Genome-wide association study identifies 30 loci associated with bipolar disorder

Eli A. Stahl* (Corresponding Author), Gerome Breen, Andreas J. Forstner, Andrew McQuillin, Stephan Ripke, Vassily Trubetskoy, Manuel Mattheisen, Yunpeng Wang, Jonathan R.I. Coleman, Héléna A. Gaspar, Christiaan A. de Leeuw, Stacy Steinberg, Jennifer M.Whitehead Pavlides, Maciej Trzaskowski, Enda M. Byrne, Tune H. Pers, Peter A. Holmans, Alexander L. Richards, Liam Abbott, Esben AgerboHuda Akil, Diego Albani, Ney Alliey-Rodriguez, Thomas D. Als, Adebayo Anjorin, Verneri Antilla, Swapnil Awasthi, Judith A. Badner, Marie Bækvad-Hansen, Jack D. Barchas, Nicholas Bass, Michael Bauer, Richard Belliveau, Sarah E. Bergen, Carsten Bøcker Pedersen, Erlend Bøen, Marco P. Boks, James Boocock, Monika Budde, William Bunney, Margit Burmeister, Jonas Bybjerg-Grauholm, William Byerley, Miquel Casas, Felecia Cerrato, Pablo Cervantes, Kimberly Chambert, Alexander W. Charney, Danfeng Chen, David St Clair, eQTLGen Consortium, BIOS Consortium, Bipolar Disorder Working Group of the Psychiatric Genomics Consortium

*Corresponding author for this work

Research output: Contribution to journalArticlepeer-review

708 Citations (Scopus)


Bipolar disorder is a highly heritable psychiatric disorder. We performed a genome-wide association study (GWAS) including 20,352 cases and 31,358 controls of European descent, with follow-up analysis of 822 variants with P < 1 × 10 −4 in an additional 9,412 cases and 137,760 controls. Eight of the 19 variants that were genome-wide significant (P < 5 × 10 −8 ) in the discovery GWAS were not genome-wide significant in the combined analysis, consistent with small effect sizes and limited power but also with genetic heterogeneity. In the combined analysis, 30 loci were genome-wide significant, including 20 newly identified loci. The significant loci contain genes encoding ion channels, neurotransmitter transporters and synaptic components. Pathway analysis revealed nine significantly enriched gene sets, including regulation of insulin secretion and endocannabinoid signaling. Bipolar I disorder is strongly genetically correlated with schizophrenia, driven by psychosis, whereas bipolar II disorder is more strongly correlated with major depressive disorder. These findings address key clinical questions and provide potential biological mechanisms for bipolar disorder.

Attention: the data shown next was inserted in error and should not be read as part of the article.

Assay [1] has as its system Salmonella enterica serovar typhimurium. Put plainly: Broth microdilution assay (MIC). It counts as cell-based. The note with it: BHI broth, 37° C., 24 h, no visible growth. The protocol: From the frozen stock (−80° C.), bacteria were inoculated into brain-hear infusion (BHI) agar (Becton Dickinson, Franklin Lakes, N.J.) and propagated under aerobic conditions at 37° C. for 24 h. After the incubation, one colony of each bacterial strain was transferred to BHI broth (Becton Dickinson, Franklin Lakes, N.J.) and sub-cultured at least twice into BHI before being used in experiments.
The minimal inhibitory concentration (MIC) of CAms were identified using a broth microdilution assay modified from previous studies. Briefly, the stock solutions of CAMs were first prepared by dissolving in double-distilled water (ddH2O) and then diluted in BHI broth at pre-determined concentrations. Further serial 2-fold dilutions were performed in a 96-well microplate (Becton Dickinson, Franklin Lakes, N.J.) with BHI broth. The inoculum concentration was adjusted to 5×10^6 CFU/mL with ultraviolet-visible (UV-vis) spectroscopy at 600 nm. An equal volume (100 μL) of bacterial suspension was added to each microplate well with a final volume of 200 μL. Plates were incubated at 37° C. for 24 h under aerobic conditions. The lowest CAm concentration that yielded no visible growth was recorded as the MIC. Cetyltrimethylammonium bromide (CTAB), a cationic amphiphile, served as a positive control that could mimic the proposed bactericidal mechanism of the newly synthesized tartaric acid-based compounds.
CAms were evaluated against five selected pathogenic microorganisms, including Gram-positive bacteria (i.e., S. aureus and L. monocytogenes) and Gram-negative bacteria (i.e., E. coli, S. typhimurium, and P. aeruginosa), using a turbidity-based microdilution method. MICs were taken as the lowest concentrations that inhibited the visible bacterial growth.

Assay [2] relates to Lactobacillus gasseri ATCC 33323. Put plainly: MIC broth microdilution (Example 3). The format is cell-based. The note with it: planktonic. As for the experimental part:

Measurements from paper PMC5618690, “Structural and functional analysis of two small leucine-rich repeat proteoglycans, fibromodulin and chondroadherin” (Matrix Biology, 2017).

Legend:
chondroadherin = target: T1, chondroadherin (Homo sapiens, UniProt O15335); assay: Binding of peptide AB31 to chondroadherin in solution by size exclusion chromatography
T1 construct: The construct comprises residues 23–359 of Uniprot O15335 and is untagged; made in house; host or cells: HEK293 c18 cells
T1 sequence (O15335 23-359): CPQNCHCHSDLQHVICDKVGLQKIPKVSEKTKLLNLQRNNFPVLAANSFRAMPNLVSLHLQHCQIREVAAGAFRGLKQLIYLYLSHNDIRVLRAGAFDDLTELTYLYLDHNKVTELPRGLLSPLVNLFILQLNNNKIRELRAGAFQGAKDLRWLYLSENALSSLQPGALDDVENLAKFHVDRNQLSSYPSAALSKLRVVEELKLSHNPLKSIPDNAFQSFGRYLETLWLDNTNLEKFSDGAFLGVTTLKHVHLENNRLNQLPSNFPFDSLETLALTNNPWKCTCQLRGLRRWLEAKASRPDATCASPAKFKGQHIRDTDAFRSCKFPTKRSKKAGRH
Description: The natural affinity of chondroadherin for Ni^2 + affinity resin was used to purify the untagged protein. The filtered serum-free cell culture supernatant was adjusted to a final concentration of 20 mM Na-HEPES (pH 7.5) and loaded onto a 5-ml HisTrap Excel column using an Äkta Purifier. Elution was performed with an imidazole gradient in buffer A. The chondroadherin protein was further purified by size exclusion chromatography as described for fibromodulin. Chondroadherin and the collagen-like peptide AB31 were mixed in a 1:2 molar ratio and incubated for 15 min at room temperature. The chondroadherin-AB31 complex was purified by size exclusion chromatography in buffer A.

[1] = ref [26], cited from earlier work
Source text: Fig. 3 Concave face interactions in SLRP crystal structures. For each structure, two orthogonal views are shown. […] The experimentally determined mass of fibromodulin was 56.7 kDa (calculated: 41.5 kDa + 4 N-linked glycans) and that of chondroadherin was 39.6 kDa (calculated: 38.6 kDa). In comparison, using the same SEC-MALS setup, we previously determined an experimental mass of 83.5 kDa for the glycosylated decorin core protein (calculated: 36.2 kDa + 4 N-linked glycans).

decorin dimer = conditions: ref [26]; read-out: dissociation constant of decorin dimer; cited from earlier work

Original languageEnglish
Pages (from-to)793-803
Number of pages11
JournalNature Genetics
Publication statusPublished - 1 May 2019


  • Bipolar disorder
  • genomes


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